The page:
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What is the name of this equation:

$$\frac {d^2\psi}{dr^2}+k^2\psi=0?$$

(I want a Wikipedia link for this equation, but I don't know what its name is.)


Point: In this equation, the wave function is only function of space $\psi (r)$, for example $\psi=Ae^{\mathrm i kr}$.

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    $\begingroup$ Do you mean wave equation? $\endgroup$ – Bernhard Jun 9 '13 at 14:55
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    $\begingroup$ The equation you've written above is Helmholtz equation (in 1 dimension) $\endgroup$ – Mo_ Jun 9 '13 at 15:49
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This equation is known as Helmholtz equation and is widely used especially in optics.

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As shubham notes, the Schroedinger equation is indeed a Helmholtz equation in 1D (your case), but the general form of the equation is:

$$ - \frac{\hbar^2}{2m} \nabla^2 \Psi \left( \mathbf{r}, t \right) + \operatorname{V \left( \mathbf{r},t \right)} \Psi = i \hbar \frac{\partial \Psi \left(\mathbf{r}, t\right)}{\partial t} $$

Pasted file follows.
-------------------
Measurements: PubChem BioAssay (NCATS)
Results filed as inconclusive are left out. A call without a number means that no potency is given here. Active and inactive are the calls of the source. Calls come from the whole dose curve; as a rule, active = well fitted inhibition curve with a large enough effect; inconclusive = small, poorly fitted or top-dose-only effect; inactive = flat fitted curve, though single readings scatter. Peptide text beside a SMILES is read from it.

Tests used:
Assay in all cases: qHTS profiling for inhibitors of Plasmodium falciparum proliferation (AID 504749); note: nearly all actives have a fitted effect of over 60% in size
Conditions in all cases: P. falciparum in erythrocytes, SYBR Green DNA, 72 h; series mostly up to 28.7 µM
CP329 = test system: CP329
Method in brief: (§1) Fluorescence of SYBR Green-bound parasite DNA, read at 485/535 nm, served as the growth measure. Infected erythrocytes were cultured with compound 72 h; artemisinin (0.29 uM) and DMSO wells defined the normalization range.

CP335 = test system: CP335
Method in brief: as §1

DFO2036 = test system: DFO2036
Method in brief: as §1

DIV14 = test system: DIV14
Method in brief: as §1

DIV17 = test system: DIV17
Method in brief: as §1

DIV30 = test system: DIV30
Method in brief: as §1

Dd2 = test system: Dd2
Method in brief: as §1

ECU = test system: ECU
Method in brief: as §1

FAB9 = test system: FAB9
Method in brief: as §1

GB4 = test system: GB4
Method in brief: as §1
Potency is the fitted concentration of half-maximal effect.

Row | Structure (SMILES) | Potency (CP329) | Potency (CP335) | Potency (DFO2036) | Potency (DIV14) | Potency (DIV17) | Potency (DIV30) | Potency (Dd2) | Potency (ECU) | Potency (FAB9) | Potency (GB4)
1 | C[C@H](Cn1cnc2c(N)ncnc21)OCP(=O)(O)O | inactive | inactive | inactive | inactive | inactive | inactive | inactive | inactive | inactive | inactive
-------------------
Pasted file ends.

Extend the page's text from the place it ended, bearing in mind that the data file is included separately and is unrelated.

This is a diffusion equation in which the diffusion equation is a constant. For comparison, we have (if $V = 0$):

$$ D\nabla^2 \Psi = \frac{\partial \Psi}{\partial t} \quad \implies D = \frac{i \hbar}{2 m} $$

However, if we have a static case, then the term on the right hand side reduces to a Helmholtz equation (if we have $V = 0$ everywhere in our space):

$$ \nabla^2 \Psi + \frac{2mE}{\hbar^2} \Psi $$

where you can infer that

$$ \left|\mathbf{k}\right|^2 = \frac{2mE}{\hbar^2} $$

Which, as you see is a general result, which holds in 3D as well.

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1) This is the equation you get on solving the Schrodinger equation for a particle in a box. Assume the particle to be in a box of length a under a potential $V(x)=0$ within the box and $\infty$ when outside the box Then applying separation of variables to the Schrodinger equation we get $\hat{H}\psi =E\psi $ which is simply \begin{equation} \frac{d^2\psi}{dr^2}=-k^2\psi\end{equation} 2)The above general equation is also the equation to study vibrating membranes of 2 or 3 dimensions.

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protected by Qmechanic Jun 9 '13 at 16:18

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